10. Polynomials over Zp • Zp[x] = polynomials on x with coefficients in Zp. • Example of Z5[x]: f(x) = 3x4 + 1x3 + 4x2 + 3 • deg(f(x)) = 4 (the degree of the polynomial) • Operations: (examples over Z5[x]) • Addition: (x3 + 4x2 + 3) + (3x2 + 1) = (x3 + 2x2 + 4) • Multiplication: (x3 + 3) * (3x2 + 1) = 3x5 + x3 + 4x2 + 3 • I+ = 0, I* = 1 • + and * are associative and commutative • Multiplication distributes and 0 cancels • Do these polynomials form a field? 15-853

    11. Division and Modulus • Long division on polynomials (Z5[x]): with remainder 15-853

    12. Polynomials modulo Polynomials • How about making a field of polynomials modulo another polynomial? This is analogous to Zp (i.e., integers modulo another integer). • e.g., Z5[x] mod (x2+2x+1) • Does this work? Problem: (x+1)(x+1) = 0 • Multiplication not closed over non-zero polynomials! Definition: An irreducible polynomial is one that is not a product of two other polynomials both of degree greater than 0. e.g., (x2 + 2) for Z5[x] Analogous to a prime number. 15-853

    13. Galois Fields • The polynomials • Zp[x] mod p(x) • where p(x) Zp[x], p(x) is irreducible, and deg(p(x)) = n (i.e., n+1 coefficients) • form a finite field. Such a field has pn elements. • These fields are called Galois Fields or GF(pn). • The special case n = 1 reduces to the fields Zp • The multiplicative group of GF(pn)/{0} is cyclic (this will be important later). 15-853

    14. GF(2n) • Hugely practical! • The coefficients are bits {0,1}. • For example, the elements of GF(28) can be represented as a byte, one bit for each term, and GF(264) as a 64-bit word. • e.g., x6 + x4 + x + 1 = 01010011 • How do we do addition? • Addition over Z2 corresponds to xor. • Just take the xor of the bit-strings (bytes or words in practice). This is dirt cheap 15-853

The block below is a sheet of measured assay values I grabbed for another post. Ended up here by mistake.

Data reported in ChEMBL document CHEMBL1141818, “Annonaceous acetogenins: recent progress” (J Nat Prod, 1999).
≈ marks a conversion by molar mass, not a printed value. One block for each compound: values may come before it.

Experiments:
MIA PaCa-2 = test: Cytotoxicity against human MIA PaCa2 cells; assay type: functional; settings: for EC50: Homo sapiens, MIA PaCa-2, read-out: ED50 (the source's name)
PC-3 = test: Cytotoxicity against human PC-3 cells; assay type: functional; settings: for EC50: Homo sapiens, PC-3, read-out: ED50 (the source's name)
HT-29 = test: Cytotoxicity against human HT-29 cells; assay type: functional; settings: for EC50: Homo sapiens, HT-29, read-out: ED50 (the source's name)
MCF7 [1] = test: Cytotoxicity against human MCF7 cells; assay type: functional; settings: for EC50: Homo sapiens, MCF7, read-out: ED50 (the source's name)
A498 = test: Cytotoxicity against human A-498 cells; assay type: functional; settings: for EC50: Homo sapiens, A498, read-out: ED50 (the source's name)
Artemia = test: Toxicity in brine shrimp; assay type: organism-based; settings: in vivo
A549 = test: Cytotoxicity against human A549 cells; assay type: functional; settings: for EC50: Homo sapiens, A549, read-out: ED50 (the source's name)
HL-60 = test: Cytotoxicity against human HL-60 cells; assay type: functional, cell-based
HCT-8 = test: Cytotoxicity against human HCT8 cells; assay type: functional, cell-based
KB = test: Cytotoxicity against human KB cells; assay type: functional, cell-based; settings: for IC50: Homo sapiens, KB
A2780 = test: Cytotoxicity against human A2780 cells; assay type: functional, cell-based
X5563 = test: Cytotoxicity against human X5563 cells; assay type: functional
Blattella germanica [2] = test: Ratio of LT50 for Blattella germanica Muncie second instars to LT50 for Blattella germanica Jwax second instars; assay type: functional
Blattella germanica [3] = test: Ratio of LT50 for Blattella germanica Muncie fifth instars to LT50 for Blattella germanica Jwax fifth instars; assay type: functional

15. Multiplication over GF(2n) • If n is small enough can use a table of all combinations. • The size will be 2n x 2n (e.g. 64K for GF(28)). • Otherwise, use standard shift and add (xor) • Note: dividing through by the irreducible polynomial on an overflow by 1 term is simply a test and an xor. • e.g. 0111 / 1001 = 0111 • 1011 / 1001 = 1011 xor 1001 = 0010 • ^ just look at this bit for GF(23) 15-853

    16. Multiplication over GF(28) • typedef unsigned char uc;uc mult(uc a, uc b) { int p = a; uc r = 0; while(b) { if (b & 1) r = r ^ p; b = b >> 1; p = p << 1; if (p & 0x100) p = p ^ 0x11B; } return r;} 15-853

    17. Finding inverses over GF(2n) • Again, if n is small just store in a table. • Table size is just 2n. • For larger n, use Euclid’s algorithm. • This is again easy to do with shift and xors. 15-853

    18. Polynomials with coefficients in GF(pn) • Recall that GF(pn) were defined in terms of coefficients that were themselves fields (i.e., Zp). • We can apply this recursively and define: • GF(pn)[x] = polynomials on x with coefficients in GF(pn). • Example of GF(23)[x]: f(x) = 001x2 + 101x + 010Where 101 is shorthand for x2+1. 15-853

    19. Polynomials with coefficients in GF(pn) • We can make a finite field by using an irreducible polynomial M(x) selected from GF(pn)[x]. • For an order m polynomial and by abuse of notation we write: GF(GF(pn)m), which has pnm elements. • Used in Reed-Solomon codes and Rijndael. • In Rijndael p=2, n=8, m=4, i.e. each coefficient is a byte, and each element is a 4 byte word (32 bits). • Note: all finite fields are isomorphic to GF(pn), so this is really just another representation of GF(232). This representation, however, has practical advantages. 15-853